Our choice would be deceptively easy. We could continue the war to retake some or all of the Chinese-held Taiwanese islands, with possible heavy casualties in both naval elements and Marines, risking an escalation with a nuclear power. Or we could accept the ceasefire and be relieved that we don't have to risk a bigger war. We could even tell ourselves that the ceasefire honors our commitment to defending Taiwan since the main island was not even invaded.

So what would be the result of Washington taking the latter choice? China would have swept away Taiwan's first line of defense in the Pescadores Islands. The Chinese would loom over Taiwan in a way that they don't now. Quemoy and Matsu aren't that important except that they'd represent a defeat with thousands of Taiwanese POWs held by Peking to push Taiwan to accept the ceasefire, too.

For America, we'd have seen that we can't intervene quickly enough to stop the first Chinese strike. We'd also see that we would need to accept heavy casualties to fight the Chinese to honor our commitment to defend Taiwan. Those in America who don't want to fight anywhere under any circumstances might take this brief war as a warning to quickly oppose any American intervention the next time. And even supporters of defending Taiwan might be more cautious with the lesson that we need too much time to effectively intervene and the next initial Chinese strike would be right for the main island.

The worst impact could be on the Taiwanese. The pro-independence Taiwanese seem to have child-like confidence that we will intervene in time to save them no matter what the Taiwanese spend on their defense and no matter how much the Chinese build up their military. Those Taiwanese who want unification with China might be emboldened to undermine Taiwanese defenses more openly. Businessmen on Taiwan might start hedging their bets, prepared to move whichever way the wind is blowing, convinced that being like Hong Kong won't be so bad, really. And ordinary Taiwanese might suddenly realize that America may be more powerful than China, but America is far away. China is powerful enough and very close. The confidence that bolsters the ability of fewer than 25 million Taiwanese to oppose 1.3 billion Chinese might be shaken so badly that the idea of legal independence will die and even de facto independence will start to seem like a dream that is slipping away.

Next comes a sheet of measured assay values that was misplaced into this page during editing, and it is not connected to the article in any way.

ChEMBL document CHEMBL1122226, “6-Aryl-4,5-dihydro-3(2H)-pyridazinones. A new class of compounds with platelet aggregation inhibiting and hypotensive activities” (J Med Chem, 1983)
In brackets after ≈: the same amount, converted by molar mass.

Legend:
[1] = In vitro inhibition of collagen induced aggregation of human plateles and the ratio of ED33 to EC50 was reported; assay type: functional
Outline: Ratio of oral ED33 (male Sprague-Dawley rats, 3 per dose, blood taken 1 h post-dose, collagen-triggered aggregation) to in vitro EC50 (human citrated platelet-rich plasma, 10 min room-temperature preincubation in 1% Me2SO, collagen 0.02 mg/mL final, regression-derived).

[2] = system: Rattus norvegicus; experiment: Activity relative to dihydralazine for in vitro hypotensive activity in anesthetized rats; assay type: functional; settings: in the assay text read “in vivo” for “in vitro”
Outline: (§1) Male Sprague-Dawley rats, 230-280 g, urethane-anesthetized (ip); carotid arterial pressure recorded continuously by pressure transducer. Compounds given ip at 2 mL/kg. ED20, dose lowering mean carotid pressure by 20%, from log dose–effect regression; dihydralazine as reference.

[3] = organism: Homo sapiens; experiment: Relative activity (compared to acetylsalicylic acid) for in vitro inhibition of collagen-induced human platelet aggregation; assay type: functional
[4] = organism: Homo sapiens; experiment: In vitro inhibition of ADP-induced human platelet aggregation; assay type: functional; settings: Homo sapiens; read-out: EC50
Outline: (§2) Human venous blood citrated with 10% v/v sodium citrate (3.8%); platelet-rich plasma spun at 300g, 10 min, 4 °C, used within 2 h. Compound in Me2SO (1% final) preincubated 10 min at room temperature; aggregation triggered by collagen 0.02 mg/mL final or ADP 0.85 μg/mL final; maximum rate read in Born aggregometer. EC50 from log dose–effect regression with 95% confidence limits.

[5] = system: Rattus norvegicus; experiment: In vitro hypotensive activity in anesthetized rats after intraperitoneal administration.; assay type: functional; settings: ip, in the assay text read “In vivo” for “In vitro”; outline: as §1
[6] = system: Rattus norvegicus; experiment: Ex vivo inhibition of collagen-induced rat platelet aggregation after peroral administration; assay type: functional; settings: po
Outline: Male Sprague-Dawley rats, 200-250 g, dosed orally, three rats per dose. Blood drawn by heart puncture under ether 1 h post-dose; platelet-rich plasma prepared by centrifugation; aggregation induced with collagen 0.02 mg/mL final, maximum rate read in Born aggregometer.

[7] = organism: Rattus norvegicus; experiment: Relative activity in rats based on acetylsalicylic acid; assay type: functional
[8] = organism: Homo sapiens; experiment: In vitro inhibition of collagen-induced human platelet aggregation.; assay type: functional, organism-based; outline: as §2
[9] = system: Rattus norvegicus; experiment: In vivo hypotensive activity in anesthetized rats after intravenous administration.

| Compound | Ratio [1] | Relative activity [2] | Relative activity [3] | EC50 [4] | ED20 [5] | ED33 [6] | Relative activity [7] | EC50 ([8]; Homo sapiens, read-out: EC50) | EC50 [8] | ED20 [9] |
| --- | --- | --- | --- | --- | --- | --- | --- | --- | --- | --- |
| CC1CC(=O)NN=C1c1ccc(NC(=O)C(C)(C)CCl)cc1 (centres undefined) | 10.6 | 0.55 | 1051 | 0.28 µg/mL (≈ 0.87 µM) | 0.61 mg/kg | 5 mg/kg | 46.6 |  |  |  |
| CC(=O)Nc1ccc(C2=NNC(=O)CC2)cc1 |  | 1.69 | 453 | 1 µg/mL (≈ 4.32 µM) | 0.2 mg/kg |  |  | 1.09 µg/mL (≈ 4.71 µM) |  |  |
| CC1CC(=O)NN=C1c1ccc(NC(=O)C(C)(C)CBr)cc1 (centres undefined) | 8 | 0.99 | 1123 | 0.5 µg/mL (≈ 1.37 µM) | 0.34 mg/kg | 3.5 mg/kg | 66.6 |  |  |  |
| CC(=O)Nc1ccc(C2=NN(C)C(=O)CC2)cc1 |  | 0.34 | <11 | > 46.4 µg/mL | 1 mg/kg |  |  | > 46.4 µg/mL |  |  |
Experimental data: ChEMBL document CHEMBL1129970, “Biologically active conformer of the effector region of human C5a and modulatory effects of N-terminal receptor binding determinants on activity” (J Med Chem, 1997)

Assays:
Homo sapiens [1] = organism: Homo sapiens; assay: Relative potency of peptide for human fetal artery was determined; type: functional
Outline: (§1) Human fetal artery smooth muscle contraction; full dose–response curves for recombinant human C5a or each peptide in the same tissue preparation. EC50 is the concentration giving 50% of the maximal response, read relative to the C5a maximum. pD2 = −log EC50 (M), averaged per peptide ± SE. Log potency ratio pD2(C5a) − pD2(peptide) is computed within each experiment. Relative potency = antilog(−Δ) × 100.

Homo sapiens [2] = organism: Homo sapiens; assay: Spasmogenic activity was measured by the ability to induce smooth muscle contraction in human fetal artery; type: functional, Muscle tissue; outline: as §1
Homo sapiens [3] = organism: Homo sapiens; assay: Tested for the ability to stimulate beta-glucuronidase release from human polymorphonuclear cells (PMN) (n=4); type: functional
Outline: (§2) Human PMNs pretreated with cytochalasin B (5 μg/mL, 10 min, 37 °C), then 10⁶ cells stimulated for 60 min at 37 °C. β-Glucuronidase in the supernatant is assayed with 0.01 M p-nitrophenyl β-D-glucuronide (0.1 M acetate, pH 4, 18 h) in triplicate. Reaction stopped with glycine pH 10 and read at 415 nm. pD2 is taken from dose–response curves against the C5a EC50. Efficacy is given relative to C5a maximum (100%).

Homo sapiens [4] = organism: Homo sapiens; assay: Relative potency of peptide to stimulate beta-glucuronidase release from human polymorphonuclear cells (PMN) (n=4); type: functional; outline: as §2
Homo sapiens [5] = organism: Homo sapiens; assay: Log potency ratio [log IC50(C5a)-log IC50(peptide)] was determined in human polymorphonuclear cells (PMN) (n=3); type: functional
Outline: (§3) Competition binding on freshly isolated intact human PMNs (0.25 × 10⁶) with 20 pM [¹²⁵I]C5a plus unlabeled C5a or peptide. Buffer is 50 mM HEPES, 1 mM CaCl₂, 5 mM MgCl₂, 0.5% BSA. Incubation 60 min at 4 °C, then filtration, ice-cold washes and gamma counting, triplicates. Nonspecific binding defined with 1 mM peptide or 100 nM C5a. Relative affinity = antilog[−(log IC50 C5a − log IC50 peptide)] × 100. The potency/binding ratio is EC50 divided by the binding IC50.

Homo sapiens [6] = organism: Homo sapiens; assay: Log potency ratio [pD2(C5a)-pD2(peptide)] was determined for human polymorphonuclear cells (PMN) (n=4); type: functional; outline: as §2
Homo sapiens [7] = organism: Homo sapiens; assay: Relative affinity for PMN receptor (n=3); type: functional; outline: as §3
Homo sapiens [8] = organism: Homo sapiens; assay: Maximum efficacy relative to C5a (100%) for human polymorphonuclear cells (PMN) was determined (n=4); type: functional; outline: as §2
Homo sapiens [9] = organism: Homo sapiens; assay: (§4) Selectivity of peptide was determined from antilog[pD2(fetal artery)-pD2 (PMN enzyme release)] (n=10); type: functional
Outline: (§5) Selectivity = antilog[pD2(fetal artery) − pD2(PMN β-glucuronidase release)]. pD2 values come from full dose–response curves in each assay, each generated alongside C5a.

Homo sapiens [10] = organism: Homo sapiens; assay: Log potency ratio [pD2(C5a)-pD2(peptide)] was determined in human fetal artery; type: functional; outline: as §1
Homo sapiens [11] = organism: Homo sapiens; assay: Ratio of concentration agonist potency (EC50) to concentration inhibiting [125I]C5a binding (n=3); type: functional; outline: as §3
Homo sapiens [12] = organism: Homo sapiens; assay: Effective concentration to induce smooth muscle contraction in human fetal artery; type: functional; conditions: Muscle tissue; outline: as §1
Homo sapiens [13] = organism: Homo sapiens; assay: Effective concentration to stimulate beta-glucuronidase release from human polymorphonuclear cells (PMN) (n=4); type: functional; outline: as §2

A Chinese operation that captures some Taiwanese territory that serves as a staging area for the next attack, strikes a stinging blow at our Navy to bloody our nose yet offers us a ceasefire short of China conquering Taiwan, and breaks the US-Taiwan link that provides Taiwan with the confidence they can maintain their democracy despite Peking's hostility, might be the limited political objective that satisfied China's objectives. We'd even think we won the war--for a little while anyway.

I think there are things we could do to undermine this Chinese political objective even if we accept a ceasefire. The key is to appreciate what the Chinese are trying to achieve if they launch such a limited war. More on this later.

UPDATE: Add Itu Aba in the Spratly Islands to the PLA island target list. (Tip to the Weekly Standard for reminding me of this important little bit of land.) And Pratas Island while I was browsing Globalsecurity.

UPDATE: As Jeff at Caerdroia noted to me regarding this topic, the Chinese sure seem to be thinking like the Japanese prior to Pearl Harbor. Given that their strategy relies on a study of history, it is odd that the Chinese ignore that history. But since the quote above specifies a study of post-World War II military history you have to wonder if leaders didn't want a study of the biggest counter-example to the "US is too weak to fight" theme.